This is my last reflective post at the turning of the year and before I set to and start to finalise presentations for two important talks in January.
During the past week, I have managed to see every member of the family, including the new arrival, J, who was born on Boxing Day. As I was the overnight cover following the panic telephone call at 11pm, I had some time to think about things.
J was born on 26th December 2014. If she enjoys good health, she could achieve the milestone of seeing in the next century, which is a salutary thought. Of more immediate importance are the milestones in between.
- She will start Primary school in September 2019.
- She will transfer to Secondary education in 2026.
- She will leave Secondary education in 2032 and if she goes to Higher education, could leave in 2035.
- We are talking 21 years from now, by which time I will be eighty three! Now that’s frightening.
Education in September 2014 experienced change such as I have not seen in forty plus years of active life in education, affecting curriculum, assessment and special needs, among many others, covering the whole range of education experiences. The final fruits of these changes cannot be anticipated before 2022, for Primary outcomes and 2029 for Secondary outcomes, if children are allowed to pursue the current plans unchanged. Unless they are changed, they will provide the complete educational experience for J.
J’s generation will become the responsible generation in their turn, probably from around 2054, when they reach forty.
What will they have faced?
- Debt- undoubtedly, as much of current life seems to be financed that way, including student finance. Will fewer go to university, if the greater number of available jobs are in pubs and cafes or other service industries?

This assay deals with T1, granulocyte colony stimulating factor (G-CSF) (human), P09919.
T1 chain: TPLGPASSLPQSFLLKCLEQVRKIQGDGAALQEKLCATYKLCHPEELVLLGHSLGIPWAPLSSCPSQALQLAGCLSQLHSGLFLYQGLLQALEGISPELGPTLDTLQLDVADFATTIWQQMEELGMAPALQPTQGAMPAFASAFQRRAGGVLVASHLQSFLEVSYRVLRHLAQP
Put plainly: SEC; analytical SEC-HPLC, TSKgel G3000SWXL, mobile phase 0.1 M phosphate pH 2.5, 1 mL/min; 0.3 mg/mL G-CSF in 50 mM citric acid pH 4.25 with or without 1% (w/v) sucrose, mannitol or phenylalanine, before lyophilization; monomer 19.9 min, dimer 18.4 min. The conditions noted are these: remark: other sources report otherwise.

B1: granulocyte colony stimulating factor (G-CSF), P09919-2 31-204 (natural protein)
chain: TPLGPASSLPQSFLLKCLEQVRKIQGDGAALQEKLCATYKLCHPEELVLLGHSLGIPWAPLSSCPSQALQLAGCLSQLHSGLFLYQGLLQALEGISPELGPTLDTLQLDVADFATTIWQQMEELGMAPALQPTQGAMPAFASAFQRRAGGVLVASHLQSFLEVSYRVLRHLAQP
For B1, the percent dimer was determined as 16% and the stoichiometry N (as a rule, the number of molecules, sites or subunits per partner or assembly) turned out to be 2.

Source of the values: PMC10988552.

- Housing- more limited opportunities perhaps, unless they inherit some base finance from earlier generations. Will housing be owned by a relatively small, wealthy, London, or SE-based class and rented by the majority, so that they are always paying rent?
- Insecurity and instability. There are more small-scale wars currently than I have ever known. Equally, the macho stances of many national leaders is of concern. Will Orwell and Huxley’s predictive writings come to fruition during the middle part of the century, just a bit later than they had envisaged? Do we have to be against someone to be happy?
- The climate is in some turmoil too, seemingly ignored by politicians. Weather patterns could dictate future food production, or housing security for some, making life a little more precarious.
We need children to be aware of their world, its complexity and diversity, to want to look at, to find out and understand the geography, the history and the cultures of the world, to speak languages, their own and others, with enthusiasm and enjoyment. They need to hear the stories of my childhood and others, to put time into perspective. They need the skills to explore, measure and judge phenomena. They need to be immersed in their own and other cultures and to delight in creating works of art and music that have a basis in the past and a view towards their own futures. They need to be scientists, artists, musicians, mathematicians, linguists, problem identifiers and solution finders, using a wide range of skills.
Sadly, I don’t think the current incarnation of education offering will do that. It embeds the skills and values of my own childhood and early schooling, in the 1950s. It does not stress problem solving or using and applying skills.
Life has shown me, often quite harshly, that that education was not enough and that it is more important to perceive of life-long learning as a reality, including learning from life itself, to develop the strength of personality that is occasionally needed when life gets tough.
In wishing J a long and happy life, I also wish that politicians, responsible for lives, would take a longer term view, rather than the timespan between elections, appealing to the lowest common denominator; the few voters whose votes actually make a difference.
Life is far more important than passing politicians.